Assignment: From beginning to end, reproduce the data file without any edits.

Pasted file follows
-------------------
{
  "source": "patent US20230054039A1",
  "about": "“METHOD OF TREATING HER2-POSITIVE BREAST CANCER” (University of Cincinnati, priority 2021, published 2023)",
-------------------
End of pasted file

{
  "source": "patent US20230054039A1",
  "about": "“METHOD OF TREATING HER2-POSITIVE BREAST CANCER” (University of Cincinnati, priority 2021, published 2023)",